FH But surely you can understand the problem.
BC I think there are ways to convince them that a larger-scale participatory project has more cultural impact, and that there are residues that can be useful. The compromise we’ve made at the Hammer is that the performance will take place in a conference area in the museum, with the theater live-streaming it as a public event. Some time afterwards we’ll do a panel about participatory performance, and show the film we make, in the museum.
FH In their spasmodic movements, the people in the footage shown in Curtis’s BBC documentary look a little like some of the participants in your work.
BC You see why I get so excited about the LGAT seminars. In the ideology of EST, you break people down. They start shedding all these layers, until you get them to nothing, and then you build them back up to be new, self-actualized human beings. One of the main trained actors in LevelFive, who’s a seminar leader, went through a CEDU high school [the acronym stands for Chuck E. Dederich, after the founder of Synanon], a type of progressive school that used the techniques of self-actualization movements. They were all over California and Idaho in the ’70s and ’80s, maybe even into the ’90s. They’ve been shut down now. As soon as you arrived, they strip-searched you, then you lived out in a compound with other students and teachers, and you were subjected to lots of very brutal exercises over the course of a year or two. Students couldn’t talk to anyone outside; they had no newspapers. There were 24-hour endurance sessions, in which students had to scream, and do gestalt therapy, and other exercises, and listen to songs over and over and over again, John Denver songs, for example. I showed the Curtis documentary to that actor, and when we got to the segment with John Denver, who was into EST, she just freaked out. She’s going to be pretty amazing, because she’s been through so much of this.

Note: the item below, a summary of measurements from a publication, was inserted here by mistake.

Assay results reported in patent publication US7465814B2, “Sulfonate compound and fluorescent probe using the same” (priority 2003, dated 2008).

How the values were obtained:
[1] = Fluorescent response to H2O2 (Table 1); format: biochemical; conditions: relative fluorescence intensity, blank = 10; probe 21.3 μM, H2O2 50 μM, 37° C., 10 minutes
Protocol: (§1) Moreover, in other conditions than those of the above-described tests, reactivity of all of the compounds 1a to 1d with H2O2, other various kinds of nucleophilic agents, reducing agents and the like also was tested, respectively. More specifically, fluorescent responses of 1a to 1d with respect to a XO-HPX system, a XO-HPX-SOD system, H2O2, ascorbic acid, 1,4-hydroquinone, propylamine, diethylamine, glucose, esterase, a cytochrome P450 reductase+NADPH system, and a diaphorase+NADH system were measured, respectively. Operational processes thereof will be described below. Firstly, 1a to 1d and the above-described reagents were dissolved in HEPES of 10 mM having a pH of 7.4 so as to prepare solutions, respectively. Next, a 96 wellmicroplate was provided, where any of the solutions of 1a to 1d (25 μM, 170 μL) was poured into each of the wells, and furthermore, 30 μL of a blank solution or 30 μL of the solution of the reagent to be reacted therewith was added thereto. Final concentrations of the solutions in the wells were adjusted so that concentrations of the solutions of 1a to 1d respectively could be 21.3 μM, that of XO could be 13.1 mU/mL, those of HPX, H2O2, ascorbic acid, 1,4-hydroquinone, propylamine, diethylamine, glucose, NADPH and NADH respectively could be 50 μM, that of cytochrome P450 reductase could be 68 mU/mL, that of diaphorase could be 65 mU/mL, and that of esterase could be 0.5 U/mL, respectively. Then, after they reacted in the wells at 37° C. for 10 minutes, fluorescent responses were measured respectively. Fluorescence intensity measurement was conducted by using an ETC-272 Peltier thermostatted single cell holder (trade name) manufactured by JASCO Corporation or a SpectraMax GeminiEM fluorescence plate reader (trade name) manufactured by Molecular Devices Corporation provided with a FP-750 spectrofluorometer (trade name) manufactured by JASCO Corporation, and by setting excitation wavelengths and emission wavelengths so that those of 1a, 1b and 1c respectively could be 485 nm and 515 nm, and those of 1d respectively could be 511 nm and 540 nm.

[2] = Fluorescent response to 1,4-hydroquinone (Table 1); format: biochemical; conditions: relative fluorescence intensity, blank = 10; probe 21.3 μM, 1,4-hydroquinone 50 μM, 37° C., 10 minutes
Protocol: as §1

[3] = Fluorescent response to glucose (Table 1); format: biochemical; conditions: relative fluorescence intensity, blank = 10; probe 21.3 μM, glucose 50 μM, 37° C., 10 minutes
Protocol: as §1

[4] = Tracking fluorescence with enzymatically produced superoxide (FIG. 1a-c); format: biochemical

The structure of our event is similar to that of a self-actualization seminar. It goes from a speech that the seminar leader makes, to a question-and-answer period, to a “process,” which includes some rather violent exercises. Then it starts again. Speech, Q-and-A, process; speech, Q-and-A, process.